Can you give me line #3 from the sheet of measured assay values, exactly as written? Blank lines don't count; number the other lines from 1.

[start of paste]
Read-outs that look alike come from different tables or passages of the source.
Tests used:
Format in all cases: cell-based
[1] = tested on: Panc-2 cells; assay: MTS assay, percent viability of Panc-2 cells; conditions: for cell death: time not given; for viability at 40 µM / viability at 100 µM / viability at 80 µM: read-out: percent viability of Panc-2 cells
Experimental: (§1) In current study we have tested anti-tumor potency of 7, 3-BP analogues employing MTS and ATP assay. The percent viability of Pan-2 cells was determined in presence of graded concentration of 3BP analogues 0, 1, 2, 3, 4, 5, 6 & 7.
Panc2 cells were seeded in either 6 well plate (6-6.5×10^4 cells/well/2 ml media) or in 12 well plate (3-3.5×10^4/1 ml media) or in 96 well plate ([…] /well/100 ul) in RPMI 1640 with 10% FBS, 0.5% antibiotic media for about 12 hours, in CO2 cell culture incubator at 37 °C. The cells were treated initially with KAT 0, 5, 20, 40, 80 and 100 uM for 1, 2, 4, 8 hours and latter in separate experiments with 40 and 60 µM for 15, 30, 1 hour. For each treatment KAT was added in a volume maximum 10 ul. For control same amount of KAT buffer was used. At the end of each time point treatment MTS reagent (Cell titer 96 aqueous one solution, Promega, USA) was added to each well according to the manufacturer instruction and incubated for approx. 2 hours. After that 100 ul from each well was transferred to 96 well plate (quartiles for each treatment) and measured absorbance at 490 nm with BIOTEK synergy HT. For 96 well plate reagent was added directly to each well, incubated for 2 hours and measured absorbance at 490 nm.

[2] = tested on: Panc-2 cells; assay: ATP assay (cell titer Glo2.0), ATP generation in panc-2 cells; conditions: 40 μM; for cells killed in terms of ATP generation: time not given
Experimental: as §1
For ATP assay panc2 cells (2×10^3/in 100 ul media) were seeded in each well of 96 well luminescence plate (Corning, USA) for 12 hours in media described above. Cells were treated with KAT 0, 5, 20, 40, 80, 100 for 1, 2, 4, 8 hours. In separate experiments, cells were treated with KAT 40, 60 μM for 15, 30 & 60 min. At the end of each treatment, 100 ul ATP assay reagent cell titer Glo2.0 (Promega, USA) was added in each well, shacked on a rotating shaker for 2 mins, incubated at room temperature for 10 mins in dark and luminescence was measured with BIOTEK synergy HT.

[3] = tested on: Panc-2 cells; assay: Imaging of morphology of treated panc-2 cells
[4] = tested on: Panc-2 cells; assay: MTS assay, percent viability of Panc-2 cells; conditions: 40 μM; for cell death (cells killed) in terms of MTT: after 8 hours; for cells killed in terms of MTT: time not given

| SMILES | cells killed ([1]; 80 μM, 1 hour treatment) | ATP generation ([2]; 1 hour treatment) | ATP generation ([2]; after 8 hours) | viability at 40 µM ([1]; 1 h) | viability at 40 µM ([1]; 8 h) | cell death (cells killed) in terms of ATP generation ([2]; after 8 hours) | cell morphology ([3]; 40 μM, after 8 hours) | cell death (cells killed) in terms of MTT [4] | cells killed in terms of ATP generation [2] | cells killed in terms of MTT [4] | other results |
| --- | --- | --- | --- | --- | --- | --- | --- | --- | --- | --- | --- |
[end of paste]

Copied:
Format in all cases: cell-based